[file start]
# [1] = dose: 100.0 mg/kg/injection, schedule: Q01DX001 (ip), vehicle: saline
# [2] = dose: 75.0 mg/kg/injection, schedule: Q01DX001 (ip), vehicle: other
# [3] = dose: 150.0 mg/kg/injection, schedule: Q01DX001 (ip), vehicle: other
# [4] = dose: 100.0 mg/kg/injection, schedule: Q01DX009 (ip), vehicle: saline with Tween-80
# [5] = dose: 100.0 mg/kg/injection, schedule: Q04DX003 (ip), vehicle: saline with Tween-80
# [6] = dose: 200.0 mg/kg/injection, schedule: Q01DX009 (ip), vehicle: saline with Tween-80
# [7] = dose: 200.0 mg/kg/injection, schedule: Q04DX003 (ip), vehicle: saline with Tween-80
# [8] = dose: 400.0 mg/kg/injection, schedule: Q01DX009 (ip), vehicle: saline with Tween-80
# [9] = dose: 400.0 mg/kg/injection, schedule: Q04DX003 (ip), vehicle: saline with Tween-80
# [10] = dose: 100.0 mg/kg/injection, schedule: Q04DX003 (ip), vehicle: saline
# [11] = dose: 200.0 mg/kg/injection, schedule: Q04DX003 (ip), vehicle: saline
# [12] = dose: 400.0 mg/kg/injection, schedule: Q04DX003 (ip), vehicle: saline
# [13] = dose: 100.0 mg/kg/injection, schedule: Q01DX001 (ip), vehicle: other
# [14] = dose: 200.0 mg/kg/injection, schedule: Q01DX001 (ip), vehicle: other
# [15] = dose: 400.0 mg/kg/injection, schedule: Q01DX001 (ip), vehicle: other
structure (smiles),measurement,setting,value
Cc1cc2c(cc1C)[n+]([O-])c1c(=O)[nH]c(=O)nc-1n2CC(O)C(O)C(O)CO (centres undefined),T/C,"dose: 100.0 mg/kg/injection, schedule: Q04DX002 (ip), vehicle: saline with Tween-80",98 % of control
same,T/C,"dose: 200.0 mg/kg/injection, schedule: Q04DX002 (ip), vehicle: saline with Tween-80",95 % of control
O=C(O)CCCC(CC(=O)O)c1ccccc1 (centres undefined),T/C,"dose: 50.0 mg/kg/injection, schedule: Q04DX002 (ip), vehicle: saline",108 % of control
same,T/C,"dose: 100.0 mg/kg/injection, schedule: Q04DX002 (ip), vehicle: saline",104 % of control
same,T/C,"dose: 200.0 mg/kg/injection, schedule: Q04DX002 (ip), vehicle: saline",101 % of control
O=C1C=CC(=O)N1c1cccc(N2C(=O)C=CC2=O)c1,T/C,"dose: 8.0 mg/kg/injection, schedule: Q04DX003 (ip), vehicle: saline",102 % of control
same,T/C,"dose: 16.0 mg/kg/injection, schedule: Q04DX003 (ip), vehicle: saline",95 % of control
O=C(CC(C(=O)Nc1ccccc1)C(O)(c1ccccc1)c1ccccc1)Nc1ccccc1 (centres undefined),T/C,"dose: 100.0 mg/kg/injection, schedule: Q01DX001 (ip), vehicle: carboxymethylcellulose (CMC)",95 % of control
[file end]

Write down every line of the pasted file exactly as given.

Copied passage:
# [1] = dose: 100.0 mg/kg/injection, schedule: Q01DX001 (ip), vehicle: saline
# [2] = dose: 75.0 mg/kg/injection, schedule: Q01DX001 (ip), vehicle: other
# [3] = dose: 150.0 mg/kg/injection, schedule: Q01DX001 (ip), vehicle: other
# [4] = dose: 100.0 mg/kg/injection, schedule: Q01DX009 (ip), vehicle: saline with Tween-80
# [5] = dose: 100.0 mg/kg/injection, schedule: Q04DX003 (ip), vehicle: saline with Tween-80
# [6] = dose: 200.0 mg/kg/injection, schedule: Q01DX009 (ip), vehicle: saline with Tween-80
# [7] = dose: 200.0 mg/kg/injection, schedule: Q04DX003 (ip), vehicle: saline with Tween-80
# [8] = dose: 400.0 mg/kg/injection, schedule: Q01DX009 (ip), vehicle: saline with Tween-80
# [9] = dose: 400.0 mg/kg/injection, schedule: Q04DX003 (ip), vehicle: saline with Tween-80
# [10] = dose: 100.0 mg/kg/injection, schedule: Q04DX003 (ip), vehicle: saline
# [11] = dose: 200.0 mg/kg/injection, schedule: Q04DX003 (ip), vehicle: saline
# [12] = dose: 400.0 mg/kg/injection, schedule: Q04DX003 (ip), vehicle: saline
# [13] = dose: 100.0 mg/kg/injection, schedule: Q01DX001 (ip), vehicle: other
# [14] = dose: 200.0 mg/kg/injection, schedule: Q01DX001 (ip), vehicle: other
# [15] = dose: 400.0 mg/kg/injection, schedule: Q01DX001 (ip), vehicle: other
structure (smiles),measurement,setting,value
Cc1cc2c(cc1C)[n+]([O-])c1c(=O)[nH]c(=O)nc-1n2CC(O)C(O)C(O)CO (centres undefined),T/C,"dose: 100.0 mg/kg/injection, schedule: Q04DX002 (ip), vehicle: saline with Tween-80",98 % of control
same,T/C,"dose: 200.0 mg/kg/injection, schedule: Q04DX002 (ip), vehicle: saline with Tween-80",95 % of control
O=C(O)CCCC(CC(=O)O)c1ccccc1 (centres undefined),T/C,"dose: 50.0 mg/kg/injection, schedule: Q04DX002 (ip), vehicle: saline",108 % of control
same,T/C,"dose: 100.0 mg/kg/injection, schedule: Q04DX002 (ip), vehicle: saline",104 % of control
same,T/C,"dose: 200.0 mg/kg/injection, schedule: Q04DX002 (ip), vehicle: saline",101 % of control
O=C1C=CC(=O)N1c1cccc(N2C(=O)C=CC2=O)c1,T/C,"dose: 8.0 mg/kg/injection, schedule: Q04DX003 (ip), vehicle: saline",102 % of control
same,T/C,"dose: 16.0 mg/kg/injection, schedule: Q04DX003 (ip), vehicle: saline",95 % of control
O=C(CC(C(=O)Nc1ccccc1)C(O)(c1ccccc1)c1ccccc1)Nc1ccccc1 (centres undefined),T/C,"dose: 100.0 mg/kg/injection, schedule: Q01DX001 (ip), vehicle: carboxymethylcellulose (CMC)",95 % of control